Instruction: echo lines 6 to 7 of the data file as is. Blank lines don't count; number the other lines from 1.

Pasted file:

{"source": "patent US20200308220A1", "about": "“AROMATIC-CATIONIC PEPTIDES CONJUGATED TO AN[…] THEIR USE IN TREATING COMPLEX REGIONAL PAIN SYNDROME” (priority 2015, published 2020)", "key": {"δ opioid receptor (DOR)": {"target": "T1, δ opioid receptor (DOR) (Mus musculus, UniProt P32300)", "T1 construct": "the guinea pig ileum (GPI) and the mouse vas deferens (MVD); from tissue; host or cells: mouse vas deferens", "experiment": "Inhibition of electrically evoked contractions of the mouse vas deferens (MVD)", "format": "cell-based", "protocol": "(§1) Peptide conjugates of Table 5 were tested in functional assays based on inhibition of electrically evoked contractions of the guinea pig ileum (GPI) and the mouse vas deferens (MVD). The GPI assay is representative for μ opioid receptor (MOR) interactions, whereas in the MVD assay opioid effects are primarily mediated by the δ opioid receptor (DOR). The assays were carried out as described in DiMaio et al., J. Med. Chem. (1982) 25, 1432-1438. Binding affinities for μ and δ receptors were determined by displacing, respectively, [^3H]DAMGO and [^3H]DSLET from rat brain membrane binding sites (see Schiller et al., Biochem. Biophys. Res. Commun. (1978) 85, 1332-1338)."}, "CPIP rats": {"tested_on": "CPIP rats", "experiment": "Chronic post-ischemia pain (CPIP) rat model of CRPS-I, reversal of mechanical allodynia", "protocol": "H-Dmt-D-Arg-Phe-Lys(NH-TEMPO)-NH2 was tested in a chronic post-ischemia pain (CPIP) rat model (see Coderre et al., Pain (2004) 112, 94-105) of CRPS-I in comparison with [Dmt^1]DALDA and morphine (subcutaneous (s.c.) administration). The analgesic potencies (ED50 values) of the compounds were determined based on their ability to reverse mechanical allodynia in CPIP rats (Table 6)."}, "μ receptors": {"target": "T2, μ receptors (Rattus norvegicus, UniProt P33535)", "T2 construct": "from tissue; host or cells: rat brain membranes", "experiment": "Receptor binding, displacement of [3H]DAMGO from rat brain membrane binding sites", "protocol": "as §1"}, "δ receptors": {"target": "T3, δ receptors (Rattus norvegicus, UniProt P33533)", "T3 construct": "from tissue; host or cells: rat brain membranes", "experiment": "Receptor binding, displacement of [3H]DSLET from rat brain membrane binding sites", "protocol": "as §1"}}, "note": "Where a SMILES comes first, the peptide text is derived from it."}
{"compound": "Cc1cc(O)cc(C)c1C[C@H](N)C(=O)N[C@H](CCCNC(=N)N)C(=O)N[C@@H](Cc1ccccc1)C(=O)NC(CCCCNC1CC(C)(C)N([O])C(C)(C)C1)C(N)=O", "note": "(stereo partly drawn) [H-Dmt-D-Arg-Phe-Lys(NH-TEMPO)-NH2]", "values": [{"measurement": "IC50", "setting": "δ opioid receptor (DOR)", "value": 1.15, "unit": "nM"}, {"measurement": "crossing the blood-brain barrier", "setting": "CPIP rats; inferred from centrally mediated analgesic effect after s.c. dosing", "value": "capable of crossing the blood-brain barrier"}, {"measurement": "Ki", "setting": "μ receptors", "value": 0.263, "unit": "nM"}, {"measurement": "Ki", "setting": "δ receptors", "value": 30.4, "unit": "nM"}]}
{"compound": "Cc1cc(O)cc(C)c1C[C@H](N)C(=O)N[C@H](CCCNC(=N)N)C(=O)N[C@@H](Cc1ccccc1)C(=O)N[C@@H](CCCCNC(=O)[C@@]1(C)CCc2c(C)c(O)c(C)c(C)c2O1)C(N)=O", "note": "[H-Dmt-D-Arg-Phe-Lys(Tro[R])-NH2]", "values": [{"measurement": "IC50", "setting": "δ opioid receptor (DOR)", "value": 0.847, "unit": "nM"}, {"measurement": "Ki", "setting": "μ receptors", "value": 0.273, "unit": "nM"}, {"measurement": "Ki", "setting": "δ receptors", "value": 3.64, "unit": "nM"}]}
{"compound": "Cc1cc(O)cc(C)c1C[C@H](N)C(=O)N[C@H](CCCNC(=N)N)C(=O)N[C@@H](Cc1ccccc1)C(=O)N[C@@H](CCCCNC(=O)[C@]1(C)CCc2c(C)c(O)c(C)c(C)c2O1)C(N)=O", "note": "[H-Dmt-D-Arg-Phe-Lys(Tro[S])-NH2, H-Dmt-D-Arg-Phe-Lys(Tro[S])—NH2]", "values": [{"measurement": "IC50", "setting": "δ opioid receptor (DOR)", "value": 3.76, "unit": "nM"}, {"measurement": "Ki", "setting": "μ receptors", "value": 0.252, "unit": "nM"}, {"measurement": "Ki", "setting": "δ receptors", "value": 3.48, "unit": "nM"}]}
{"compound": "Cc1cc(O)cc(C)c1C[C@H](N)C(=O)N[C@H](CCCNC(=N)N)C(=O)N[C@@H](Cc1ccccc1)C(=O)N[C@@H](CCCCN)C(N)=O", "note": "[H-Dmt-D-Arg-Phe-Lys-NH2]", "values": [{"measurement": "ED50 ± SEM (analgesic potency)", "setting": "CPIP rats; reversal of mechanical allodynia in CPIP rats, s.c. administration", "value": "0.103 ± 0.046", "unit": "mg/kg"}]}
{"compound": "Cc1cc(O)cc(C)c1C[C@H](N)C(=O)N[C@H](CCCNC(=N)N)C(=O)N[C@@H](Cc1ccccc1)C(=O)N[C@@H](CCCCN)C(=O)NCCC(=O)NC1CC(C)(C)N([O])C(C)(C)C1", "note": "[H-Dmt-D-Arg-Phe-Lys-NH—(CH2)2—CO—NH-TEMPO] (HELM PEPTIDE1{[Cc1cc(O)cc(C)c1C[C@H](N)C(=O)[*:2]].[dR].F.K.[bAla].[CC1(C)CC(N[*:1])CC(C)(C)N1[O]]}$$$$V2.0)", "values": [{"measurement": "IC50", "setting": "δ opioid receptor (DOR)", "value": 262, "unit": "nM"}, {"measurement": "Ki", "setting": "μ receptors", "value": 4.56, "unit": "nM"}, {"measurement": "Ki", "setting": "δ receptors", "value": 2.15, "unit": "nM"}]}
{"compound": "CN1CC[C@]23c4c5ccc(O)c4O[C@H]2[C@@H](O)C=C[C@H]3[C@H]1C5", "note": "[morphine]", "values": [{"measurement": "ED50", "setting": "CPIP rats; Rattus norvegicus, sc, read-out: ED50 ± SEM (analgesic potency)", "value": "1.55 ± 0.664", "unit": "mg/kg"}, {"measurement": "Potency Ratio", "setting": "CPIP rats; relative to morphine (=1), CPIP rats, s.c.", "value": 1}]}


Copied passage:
{"compound": "Cc1cc(O)cc(C)c1C[C@H](N)C(=O)N[C@H](CCCNC(=N)N)C(=O)N[C@@H](Cc1ccccc1)C(=O)N[C@@H](CCCCN)C(=O)NCCC(=O)NC1CC(C)(C)N([O])C(C)(C)C1", "note": "[H-Dmt-D-Arg-Phe-Lys-NH—(CH2)2—CO—NH-TEMPO] (HELM PEPTIDE1{[Cc1cc(O)cc(C)c1C[C@H](N)C(=O)[*:2]].[dR].F.K.[bAla].[CC1(C)CC(N[*:1])CC(C)(C)N1[O]]}$$$$V2.0)", "values": [{"measurement": "IC50", "setting": "δ opioid receptor (DOR)", "value": 262, "unit": "nM"}, {"measurement": "Ki", "setting": "μ receptors", "value": 4.56, "unit": "nM"}, {"measurement": "Ki", "setting": "δ receptors", "value": 2.15, "unit": "nM"}]}
{"compound": "CN1CC[C@]23c4c5ccc(O)c4O[C@H]2[C@@H](O)C=C[C@H]3[C@H]1C5", "note": "[morphine]", "values": [{"measurement": "ED50", "setting": "CPIP rats; Rattus norvegicus, sc, read-out: ED50 ± SEM (analgesic potency)", "value": "1.55 ± 0.664", "unit": "mg/kg"}, {"measurement": "Potency Ratio", "setting": "CPIP rats; relative to morphine (=1), CPIP rats, s.c.", "value": 1}]}